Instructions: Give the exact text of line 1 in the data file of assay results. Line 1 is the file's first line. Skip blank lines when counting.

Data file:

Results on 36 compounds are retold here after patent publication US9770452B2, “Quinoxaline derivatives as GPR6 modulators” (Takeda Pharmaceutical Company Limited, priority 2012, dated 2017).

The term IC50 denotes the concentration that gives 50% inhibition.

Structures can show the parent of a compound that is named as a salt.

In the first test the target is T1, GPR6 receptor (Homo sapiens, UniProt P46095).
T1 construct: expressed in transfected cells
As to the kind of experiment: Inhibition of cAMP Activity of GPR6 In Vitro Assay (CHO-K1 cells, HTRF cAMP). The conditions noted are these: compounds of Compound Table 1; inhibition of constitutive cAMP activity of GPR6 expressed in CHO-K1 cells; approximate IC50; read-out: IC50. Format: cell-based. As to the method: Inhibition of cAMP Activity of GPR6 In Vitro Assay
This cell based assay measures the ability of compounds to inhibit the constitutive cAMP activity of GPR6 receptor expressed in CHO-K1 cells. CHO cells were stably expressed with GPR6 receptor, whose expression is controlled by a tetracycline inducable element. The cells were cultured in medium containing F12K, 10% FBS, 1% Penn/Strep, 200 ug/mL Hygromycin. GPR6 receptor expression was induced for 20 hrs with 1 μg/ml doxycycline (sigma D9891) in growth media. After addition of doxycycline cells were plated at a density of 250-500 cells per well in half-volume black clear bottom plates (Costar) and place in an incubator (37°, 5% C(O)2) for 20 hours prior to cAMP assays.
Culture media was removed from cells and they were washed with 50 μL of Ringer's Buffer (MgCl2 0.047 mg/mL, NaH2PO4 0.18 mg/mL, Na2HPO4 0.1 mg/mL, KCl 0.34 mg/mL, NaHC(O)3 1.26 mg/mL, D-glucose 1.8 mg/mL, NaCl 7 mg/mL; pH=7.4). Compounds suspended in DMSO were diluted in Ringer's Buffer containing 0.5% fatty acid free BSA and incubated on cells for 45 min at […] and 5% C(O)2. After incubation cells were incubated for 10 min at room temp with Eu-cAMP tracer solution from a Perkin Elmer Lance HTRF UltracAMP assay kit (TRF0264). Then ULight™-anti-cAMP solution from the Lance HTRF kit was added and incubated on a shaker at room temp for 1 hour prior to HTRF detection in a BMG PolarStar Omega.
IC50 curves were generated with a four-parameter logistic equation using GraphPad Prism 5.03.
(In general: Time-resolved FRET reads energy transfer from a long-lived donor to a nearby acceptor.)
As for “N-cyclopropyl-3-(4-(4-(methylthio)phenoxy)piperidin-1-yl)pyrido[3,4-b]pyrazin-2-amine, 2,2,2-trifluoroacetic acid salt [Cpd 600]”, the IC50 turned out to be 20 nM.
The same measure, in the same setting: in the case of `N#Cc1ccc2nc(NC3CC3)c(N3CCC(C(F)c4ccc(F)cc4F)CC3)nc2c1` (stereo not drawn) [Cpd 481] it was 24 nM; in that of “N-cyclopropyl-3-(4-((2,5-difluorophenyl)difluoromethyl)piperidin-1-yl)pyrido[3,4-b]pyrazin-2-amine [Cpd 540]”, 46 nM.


Results on 36 compounds are retold here after patent publication US9770452B2, “Quinoxaline derivatives as GPR6 modulators” (Takeda Pharmaceutical Company Limited, priority 2012, dated 2017).